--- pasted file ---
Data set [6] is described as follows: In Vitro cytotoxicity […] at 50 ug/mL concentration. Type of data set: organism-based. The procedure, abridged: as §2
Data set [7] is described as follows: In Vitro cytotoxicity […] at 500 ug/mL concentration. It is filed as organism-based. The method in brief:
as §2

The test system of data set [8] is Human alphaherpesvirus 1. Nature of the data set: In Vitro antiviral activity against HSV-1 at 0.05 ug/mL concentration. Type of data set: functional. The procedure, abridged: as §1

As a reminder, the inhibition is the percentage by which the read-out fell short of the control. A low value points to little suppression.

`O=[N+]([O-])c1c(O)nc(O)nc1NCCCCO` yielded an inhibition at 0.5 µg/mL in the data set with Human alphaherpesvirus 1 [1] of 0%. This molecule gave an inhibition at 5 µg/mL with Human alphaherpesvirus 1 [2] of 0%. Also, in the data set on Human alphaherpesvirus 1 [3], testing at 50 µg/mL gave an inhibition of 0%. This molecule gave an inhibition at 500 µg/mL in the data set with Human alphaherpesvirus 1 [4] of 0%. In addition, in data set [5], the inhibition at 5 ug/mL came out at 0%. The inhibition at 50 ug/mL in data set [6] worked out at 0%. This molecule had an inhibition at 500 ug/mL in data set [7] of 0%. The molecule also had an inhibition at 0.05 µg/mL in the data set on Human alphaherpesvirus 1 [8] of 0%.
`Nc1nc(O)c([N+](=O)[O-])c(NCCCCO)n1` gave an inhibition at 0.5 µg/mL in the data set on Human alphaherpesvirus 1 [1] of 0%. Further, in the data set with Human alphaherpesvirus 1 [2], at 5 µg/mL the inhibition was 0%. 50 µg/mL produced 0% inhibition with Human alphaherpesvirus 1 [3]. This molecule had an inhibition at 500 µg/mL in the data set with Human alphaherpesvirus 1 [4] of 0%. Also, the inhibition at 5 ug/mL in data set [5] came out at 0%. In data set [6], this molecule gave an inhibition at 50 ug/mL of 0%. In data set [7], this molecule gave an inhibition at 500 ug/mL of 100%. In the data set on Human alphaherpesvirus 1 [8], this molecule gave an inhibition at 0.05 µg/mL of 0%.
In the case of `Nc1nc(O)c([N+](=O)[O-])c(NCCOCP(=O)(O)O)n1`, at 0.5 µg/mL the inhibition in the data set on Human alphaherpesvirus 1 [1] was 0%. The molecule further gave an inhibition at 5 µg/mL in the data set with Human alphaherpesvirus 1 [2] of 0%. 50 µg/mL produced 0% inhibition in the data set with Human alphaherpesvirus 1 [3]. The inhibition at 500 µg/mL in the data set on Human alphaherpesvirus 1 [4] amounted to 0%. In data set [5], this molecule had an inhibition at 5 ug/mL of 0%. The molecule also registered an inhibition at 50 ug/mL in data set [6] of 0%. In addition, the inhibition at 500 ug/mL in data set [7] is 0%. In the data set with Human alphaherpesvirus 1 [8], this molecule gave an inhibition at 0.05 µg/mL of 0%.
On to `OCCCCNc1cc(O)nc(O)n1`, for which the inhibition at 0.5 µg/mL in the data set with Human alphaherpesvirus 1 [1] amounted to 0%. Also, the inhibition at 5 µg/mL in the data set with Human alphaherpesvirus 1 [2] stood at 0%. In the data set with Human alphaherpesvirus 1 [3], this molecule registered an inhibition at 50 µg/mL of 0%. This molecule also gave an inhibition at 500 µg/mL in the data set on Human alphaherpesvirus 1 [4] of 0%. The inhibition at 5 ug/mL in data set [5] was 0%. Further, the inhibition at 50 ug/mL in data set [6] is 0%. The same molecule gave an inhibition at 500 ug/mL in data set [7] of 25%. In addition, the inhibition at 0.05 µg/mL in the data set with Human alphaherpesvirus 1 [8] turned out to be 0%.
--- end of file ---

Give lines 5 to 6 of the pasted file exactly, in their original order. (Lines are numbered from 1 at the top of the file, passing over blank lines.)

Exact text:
As a reminder, the inhibition is the percentage by which the read-out fell short of the control. A low value points to little suppression.

`O=[N+]([O-])c1c(O)nc(O)nc1NCCCCO` yielded an inhibition at 0.5 µg/mL in the data set with Human alphaherpesvirus 1 [1] of 0%. This molecule gave an inhibition at 5 µg/mL with Human alphaherpesvirus 1 [2] of 0%. Also, in the data set on Human alphaherpesvirus 1 [3], testing at 50 µg/mL gave an inhibition of 0%. This molecule gave an inhibition at 500 µg/mL in the data set with Human alphaherpesvirus 1 [4] of 0%. In addition, in data set [5], the inhibition at 5 ug/mL came out at 0%. The inhibition at 50 ug/mL in data set [6] worked out at 0%. This molecule had an inhibition at 500 ug/mL in data set [7] of 0%. The molecule also had an inhibition at 0.05 µg/mL in the data set on Human alphaherpesvirus 1 [8] of 0%.